Monday, August 29, 2011

The Whole Wide World (1996)

     With the 2011 version of Conan the Barbarian fresh in my recollection, I thought it would be fitting to get around to seeing the movie that dealt with the Cimmerian's creator, Robert E. Howard.  That film would be the nearly forgotten The Whole Wide World (1996), directed by Dan Ireland.  I have a feeling that fans of the Conan character would not be very much enamored with the often quiet, emotionally grounded tale of a troubled writer from West Texas; to make the brutal warrior little more than an escapist fantasy for a social misfit robs Conan of his power.
     I don't know that there is terribly much to say about the movie without getting into the elements of the plot.  It is shot in a style more frequently seen in the late 1970s or early 1980s; it is clear that Ireland was not going for anything innovative in his feature length film.  The music, while quite effective, occasionally booms when it doesn't have to.  I will also note that the West Texas of the movie looks much greener than than I imagined the real 1930s West Texas to be, but it may be that my preconceptions are based upon nothing but confusing West Texas with Oklahoma.  Renée Zellweger is a little more restrained than I would have prefered, and Vincent D'Onofrio sometimes plays his role as though he were on stage, but both are fully invested in their characters.  The supporting cast is equally strong, and provide for great moments of humor and levity to break the tension of the relationship between the leads.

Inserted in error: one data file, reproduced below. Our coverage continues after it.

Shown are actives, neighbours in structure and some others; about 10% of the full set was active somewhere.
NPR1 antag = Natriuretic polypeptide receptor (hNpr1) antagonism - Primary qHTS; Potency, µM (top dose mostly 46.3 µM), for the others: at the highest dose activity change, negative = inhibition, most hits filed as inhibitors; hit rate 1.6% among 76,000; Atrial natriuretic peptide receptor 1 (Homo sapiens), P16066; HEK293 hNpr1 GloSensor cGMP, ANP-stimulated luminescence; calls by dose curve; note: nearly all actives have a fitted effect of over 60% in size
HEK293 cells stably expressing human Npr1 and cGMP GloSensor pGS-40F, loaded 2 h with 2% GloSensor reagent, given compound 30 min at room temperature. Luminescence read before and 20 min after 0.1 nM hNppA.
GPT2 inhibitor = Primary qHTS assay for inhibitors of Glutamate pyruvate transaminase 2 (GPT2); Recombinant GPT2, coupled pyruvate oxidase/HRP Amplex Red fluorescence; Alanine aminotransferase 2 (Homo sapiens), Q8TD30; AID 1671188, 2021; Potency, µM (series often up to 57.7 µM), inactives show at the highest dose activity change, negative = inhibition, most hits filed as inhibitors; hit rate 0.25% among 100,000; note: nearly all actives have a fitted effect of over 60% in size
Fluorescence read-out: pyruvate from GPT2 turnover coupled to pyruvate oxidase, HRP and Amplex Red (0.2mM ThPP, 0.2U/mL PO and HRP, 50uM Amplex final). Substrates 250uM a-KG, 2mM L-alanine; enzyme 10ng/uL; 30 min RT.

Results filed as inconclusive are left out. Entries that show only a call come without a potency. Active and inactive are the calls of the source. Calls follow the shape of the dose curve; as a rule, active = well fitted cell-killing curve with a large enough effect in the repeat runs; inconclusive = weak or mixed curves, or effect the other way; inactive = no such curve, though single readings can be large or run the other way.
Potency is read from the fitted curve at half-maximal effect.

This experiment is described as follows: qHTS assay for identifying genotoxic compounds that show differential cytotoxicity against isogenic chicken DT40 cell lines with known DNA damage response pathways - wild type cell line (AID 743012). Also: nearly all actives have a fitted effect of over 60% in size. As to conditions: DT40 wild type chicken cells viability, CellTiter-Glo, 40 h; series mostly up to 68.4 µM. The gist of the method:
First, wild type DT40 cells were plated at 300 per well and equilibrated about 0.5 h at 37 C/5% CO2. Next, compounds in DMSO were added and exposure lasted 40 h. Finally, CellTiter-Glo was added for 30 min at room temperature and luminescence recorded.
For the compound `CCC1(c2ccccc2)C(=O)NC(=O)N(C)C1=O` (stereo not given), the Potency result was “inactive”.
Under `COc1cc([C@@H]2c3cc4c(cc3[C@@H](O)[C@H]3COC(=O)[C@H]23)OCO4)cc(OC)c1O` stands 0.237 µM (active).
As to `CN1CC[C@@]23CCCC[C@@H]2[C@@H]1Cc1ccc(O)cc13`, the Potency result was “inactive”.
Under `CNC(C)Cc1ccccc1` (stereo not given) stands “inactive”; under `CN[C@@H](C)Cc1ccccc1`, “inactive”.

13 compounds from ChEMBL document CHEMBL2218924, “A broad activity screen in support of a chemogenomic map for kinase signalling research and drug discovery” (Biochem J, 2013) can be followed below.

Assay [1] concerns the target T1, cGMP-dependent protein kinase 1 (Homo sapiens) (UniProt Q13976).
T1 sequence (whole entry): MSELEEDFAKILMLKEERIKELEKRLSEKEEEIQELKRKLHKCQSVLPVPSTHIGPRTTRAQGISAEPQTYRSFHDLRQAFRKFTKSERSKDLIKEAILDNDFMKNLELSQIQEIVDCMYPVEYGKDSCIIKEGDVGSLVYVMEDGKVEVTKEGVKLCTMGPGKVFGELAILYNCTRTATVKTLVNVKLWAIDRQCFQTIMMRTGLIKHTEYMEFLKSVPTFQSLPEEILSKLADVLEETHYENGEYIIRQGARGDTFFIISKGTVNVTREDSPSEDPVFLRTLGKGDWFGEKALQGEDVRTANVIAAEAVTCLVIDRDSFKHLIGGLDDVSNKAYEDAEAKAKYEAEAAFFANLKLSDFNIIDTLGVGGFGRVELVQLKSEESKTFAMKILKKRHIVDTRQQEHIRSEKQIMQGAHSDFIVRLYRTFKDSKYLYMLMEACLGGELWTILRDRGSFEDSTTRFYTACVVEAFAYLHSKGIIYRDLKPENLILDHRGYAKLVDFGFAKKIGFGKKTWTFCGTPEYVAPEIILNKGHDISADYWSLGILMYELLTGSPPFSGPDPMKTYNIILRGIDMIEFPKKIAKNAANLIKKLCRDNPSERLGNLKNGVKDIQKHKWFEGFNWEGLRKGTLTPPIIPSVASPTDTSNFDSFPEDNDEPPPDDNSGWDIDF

I do think that the story does give some proper credit to what it means to be a writer who has to produce on a regular basis.  Howard (the character) lives inside his fantasy worlds so he can understand them and bring them to life.  He knows that what he is doing is work, same as any other kind, but one that allows him the freedom to call as many shots as he can.  He opines that a person cannot have a job and write; you can only do one.  I think he has that well identified, but I think the underlying notions that he needed to have a receptive fan and inspiration – in his case, his mother – is more telling of an author willing to be very critical of his works.
     This isn't the kind of film that would make me want to go out and read the collected works of Robert E. Howard.  I have been working through a short list of American authors I must read, and he is not on that list.  What it did do, however, was make me want to get back to writing.  And made me grateful that I have – at the very least – a passing understanding of the emotional state (and its construction) that led Howard to his ultimate end.
     I recommend the movie for those who are looking for something involving human interaction and not just special effects with a loose story to connect them.  I will also encourage people to give it a second viewing with the commentary track; that has more to do with the making of the film and staging of the shots, but it quite informative. 

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